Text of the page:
Corporate social responsibility (CSR) is when an organisation takes responsibility for the impact of its decisions and operations on society and the environment. It is when an organisation achieves a balance between economic, environmental and social imperatives, and the expectations of stakeholders for the long term.
     
     
     
     
     
     
     
     
     
     
     
     
     
     
     
    In This Report:

    1. What is corporate social responsibility?
    2. Which organisations have received recognition for corporate social responsibility?
    3. How have organisations reached high levels of corporate social responsibility?
    4. What research has been undertaken in corporate social responsibility?
    5. What tools and methods are used to achieve high levels of success in corporate social responsibility?
    6. How can corporate social responsibility be measured?
    7. What do business leaders say about corporate social responsibility?
    8. Conclusion

    Access the report from here. At the bottom of the page is a PDF version of the report for easy reading. If you are a non-member, you will find some of the links in this report do not work. To join BPIR.com and support our research simply click here or to find out more about membership, email membership@bpir.com. BPIR.com publishes a new best practice every month with over 80 available to members.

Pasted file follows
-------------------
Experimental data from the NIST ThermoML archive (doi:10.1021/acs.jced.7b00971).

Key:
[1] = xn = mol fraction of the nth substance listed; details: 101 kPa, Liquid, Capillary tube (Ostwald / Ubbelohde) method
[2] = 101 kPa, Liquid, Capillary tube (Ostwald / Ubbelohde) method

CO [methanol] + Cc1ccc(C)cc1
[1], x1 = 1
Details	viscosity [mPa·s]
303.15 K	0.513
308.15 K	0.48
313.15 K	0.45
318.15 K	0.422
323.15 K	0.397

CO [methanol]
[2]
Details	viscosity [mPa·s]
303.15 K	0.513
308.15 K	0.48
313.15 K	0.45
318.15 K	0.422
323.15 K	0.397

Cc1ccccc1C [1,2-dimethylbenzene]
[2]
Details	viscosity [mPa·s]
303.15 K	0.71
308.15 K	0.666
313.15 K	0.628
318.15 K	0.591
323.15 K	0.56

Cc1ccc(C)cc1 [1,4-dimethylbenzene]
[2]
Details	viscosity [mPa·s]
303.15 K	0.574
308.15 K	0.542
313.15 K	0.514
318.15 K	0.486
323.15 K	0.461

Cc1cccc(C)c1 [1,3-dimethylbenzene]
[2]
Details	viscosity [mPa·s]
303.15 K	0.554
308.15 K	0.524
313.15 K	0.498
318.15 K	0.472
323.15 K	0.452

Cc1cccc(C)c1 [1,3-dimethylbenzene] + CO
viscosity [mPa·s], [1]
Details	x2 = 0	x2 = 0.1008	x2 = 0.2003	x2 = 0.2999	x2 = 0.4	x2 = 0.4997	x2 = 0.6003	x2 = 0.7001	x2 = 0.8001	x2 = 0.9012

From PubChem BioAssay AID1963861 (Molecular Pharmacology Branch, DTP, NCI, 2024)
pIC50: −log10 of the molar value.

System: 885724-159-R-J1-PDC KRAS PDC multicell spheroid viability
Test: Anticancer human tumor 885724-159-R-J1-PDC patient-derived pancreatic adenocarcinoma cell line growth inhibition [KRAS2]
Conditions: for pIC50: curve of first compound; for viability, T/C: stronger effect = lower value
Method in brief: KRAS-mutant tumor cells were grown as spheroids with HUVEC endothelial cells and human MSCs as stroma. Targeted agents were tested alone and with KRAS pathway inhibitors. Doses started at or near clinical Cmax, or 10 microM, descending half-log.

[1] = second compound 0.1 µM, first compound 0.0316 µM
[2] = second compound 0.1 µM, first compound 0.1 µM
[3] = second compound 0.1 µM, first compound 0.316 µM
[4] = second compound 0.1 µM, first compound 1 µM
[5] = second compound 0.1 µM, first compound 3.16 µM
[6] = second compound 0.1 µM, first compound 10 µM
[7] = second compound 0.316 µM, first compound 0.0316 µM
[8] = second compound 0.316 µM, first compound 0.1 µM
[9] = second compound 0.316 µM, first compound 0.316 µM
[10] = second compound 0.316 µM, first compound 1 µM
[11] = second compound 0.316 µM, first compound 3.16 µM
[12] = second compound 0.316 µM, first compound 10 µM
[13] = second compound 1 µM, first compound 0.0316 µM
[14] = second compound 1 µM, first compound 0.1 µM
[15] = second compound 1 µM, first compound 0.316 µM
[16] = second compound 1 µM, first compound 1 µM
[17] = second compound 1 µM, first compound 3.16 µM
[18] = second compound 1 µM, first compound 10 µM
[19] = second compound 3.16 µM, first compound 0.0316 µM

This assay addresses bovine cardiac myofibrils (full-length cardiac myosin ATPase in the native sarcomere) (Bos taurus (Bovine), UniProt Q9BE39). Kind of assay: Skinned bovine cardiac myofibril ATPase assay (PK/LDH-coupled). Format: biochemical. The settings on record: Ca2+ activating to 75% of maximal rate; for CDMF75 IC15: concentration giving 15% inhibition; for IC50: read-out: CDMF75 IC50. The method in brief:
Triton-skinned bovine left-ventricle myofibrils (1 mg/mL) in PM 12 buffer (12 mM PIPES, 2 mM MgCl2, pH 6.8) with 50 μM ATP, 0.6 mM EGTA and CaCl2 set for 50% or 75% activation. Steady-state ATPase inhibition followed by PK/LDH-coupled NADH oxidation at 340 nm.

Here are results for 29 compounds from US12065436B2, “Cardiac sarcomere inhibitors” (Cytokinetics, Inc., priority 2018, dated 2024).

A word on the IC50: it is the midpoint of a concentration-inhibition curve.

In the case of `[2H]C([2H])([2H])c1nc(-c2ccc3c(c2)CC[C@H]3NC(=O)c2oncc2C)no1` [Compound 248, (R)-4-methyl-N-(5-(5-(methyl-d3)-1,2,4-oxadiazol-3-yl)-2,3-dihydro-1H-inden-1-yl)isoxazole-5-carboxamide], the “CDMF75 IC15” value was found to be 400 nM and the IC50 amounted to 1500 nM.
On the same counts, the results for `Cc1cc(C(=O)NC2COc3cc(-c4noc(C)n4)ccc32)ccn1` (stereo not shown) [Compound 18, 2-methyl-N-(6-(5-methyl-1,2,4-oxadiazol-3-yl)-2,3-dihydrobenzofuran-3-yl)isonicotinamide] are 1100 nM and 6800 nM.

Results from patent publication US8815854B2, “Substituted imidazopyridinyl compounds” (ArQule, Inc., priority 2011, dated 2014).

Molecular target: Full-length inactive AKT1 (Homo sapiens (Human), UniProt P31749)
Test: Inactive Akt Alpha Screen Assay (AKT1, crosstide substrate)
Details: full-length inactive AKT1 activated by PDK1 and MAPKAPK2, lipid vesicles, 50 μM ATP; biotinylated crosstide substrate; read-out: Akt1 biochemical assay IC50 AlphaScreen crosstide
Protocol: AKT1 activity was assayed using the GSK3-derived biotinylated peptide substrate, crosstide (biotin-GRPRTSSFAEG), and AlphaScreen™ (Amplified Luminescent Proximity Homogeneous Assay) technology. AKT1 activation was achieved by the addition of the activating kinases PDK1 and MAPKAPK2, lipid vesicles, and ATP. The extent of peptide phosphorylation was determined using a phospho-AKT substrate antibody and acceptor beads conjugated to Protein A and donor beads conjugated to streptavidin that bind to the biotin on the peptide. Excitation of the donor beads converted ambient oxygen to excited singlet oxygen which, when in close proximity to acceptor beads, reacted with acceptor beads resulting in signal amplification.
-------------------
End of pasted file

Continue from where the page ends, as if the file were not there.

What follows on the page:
5. Best Practice Report: Strategy: Strategic Planning Process

    February 9, 2020 by BPIR.com Limited

    Strategic planning is a systemic process through which an organisation assesses where it is at the present time, communicates where it wants to be in the future (through its mission and vision), and makes the necessary decisions to reach its goals. The process includes making sure that monitoring, control and improvement mechanisms are in place, which help to ensure the smooth implementation of the plan and mitigate any interruptions.
     
     
     
     
     
     
     
     
     
     
     
     
     
     
    In This Report:

    1. What is a “strategic planning process”?
    2. Which organisations have been recognised for their strong strategic planning processes?
    3. How have organisations been successful with their strategic planning process?
    4. What research has been undertaken into strategic planning processes?
    5. What tools and methods are used to achieve high levels of success in a strategic planning process?
    6. How can the success of strategic planning processes be measured?
    7. What do business leaders say about the strategic planning process?
    8. Conclusion.

    Access the report from here. At the bottom of the page is a PDF version of the report for easy reading. If you are a non-member, you will find some of the links in this report do not work. To join BPIR.com and support our research simply click here or to find out more about membership, email membership@bpir.com. BPIR.com publishes a new best practice every month with over 80 available to members.